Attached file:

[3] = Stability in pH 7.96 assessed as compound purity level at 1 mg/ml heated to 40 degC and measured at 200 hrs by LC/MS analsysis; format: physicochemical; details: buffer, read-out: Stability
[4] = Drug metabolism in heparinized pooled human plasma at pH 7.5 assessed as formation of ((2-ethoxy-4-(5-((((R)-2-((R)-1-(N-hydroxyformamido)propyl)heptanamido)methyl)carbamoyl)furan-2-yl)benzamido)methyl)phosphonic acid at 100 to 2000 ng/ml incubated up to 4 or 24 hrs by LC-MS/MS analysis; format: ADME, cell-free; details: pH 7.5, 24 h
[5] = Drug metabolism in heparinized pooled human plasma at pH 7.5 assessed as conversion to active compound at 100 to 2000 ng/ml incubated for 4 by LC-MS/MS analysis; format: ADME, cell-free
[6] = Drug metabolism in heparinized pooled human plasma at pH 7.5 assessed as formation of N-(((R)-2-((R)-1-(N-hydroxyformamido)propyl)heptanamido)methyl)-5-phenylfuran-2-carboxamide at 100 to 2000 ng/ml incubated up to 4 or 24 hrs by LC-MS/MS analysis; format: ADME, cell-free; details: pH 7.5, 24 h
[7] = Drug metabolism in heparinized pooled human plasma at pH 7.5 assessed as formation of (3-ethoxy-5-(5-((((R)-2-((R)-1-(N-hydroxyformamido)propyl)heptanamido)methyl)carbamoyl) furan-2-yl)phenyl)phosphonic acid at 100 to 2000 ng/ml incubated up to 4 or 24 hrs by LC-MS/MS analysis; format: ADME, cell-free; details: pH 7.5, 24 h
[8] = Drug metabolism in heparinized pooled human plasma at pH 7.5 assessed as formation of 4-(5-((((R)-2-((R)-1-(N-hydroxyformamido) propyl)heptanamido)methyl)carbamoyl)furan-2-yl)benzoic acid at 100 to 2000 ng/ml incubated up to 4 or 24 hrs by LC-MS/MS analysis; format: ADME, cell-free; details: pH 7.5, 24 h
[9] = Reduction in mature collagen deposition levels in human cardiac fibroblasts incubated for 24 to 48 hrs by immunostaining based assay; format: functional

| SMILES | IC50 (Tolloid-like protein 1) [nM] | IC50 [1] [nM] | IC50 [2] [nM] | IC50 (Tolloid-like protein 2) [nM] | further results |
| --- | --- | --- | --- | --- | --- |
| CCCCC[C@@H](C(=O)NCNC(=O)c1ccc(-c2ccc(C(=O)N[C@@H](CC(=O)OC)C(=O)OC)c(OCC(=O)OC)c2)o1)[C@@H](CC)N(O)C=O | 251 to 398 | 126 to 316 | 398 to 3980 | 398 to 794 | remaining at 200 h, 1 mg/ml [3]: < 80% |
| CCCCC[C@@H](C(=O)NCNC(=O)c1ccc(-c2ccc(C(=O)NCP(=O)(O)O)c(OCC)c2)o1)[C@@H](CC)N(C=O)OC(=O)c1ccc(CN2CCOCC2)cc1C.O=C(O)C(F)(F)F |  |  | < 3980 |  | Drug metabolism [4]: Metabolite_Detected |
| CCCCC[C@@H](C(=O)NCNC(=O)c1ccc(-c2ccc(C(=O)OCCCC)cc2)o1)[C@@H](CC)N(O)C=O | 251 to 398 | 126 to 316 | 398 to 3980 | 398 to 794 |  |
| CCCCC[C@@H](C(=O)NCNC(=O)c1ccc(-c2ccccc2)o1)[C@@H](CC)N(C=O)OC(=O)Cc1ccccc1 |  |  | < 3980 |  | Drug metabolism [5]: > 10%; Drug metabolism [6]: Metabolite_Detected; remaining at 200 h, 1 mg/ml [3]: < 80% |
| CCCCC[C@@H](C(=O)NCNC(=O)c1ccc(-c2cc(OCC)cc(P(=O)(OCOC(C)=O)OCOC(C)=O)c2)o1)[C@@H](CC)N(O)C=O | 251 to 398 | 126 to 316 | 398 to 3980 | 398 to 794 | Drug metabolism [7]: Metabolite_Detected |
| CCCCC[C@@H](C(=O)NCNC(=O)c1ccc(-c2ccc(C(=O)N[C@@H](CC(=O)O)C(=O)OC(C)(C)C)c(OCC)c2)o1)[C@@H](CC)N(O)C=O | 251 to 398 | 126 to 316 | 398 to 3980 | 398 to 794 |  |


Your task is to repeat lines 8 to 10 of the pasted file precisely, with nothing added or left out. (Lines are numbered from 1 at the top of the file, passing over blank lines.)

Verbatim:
| SMILES | IC50 (Tolloid-like protein 1) [nM] | IC50 [1] [nM] | IC50 [2] [nM] | IC50 (Tolloid-like protein 2) [nM] | further results |
| --- | --- | --- | --- | --- | --- |
| CCCCC[C@@H](C(=O)NCNC(=O)c1ccc(-c2ccc(C(=O)N[C@@H](CC(=O)OC)C(=O)OC)c(OCC(=O)OC)c2)o1)[C@@H](CC)N(O)C=O | 251 to 398 | 126 to 316 | 398 to 3980 | 398 to 794 | remaining at 200 h, 1 mg/ml [3]: < 80% |